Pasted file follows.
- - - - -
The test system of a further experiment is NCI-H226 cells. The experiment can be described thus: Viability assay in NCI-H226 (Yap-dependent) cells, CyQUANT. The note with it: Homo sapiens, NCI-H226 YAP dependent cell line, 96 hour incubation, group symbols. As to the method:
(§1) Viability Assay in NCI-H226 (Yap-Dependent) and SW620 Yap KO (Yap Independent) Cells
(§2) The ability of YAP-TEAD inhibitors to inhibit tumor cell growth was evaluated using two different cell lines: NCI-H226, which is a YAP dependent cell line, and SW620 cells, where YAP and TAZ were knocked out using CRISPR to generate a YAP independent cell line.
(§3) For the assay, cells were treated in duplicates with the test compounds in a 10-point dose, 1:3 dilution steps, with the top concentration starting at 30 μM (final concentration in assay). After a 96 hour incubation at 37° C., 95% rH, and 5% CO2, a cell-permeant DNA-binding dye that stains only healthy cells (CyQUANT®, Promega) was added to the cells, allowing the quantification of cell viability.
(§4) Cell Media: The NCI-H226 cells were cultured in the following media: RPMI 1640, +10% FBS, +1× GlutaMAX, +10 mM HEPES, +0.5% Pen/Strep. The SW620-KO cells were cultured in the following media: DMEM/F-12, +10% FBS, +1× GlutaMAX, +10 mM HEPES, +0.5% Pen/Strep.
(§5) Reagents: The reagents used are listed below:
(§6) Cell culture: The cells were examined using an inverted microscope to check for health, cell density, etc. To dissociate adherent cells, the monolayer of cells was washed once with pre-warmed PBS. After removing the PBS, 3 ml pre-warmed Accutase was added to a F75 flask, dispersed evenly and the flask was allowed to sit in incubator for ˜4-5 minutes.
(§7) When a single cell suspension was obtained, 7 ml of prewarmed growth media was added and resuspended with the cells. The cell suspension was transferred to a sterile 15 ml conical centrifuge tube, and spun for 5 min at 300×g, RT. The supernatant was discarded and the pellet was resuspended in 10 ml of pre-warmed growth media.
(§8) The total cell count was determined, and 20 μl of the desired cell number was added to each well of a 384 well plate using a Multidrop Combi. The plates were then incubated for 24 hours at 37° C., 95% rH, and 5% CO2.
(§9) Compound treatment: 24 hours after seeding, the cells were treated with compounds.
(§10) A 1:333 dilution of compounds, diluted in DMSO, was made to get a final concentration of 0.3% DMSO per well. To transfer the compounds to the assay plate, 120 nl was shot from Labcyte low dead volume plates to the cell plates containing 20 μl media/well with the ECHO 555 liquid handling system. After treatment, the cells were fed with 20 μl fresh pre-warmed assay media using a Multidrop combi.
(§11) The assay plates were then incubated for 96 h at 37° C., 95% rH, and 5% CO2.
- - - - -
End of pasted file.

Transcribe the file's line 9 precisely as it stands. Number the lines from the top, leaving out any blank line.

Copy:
(§8) The total cell count was determined, and 20 μl of the desired cell number was added to each well of a 384 well plate using a Multidrop Combi. The plates were then incubated for 24 hours at 37° C., 95% rH, and 5% CO2.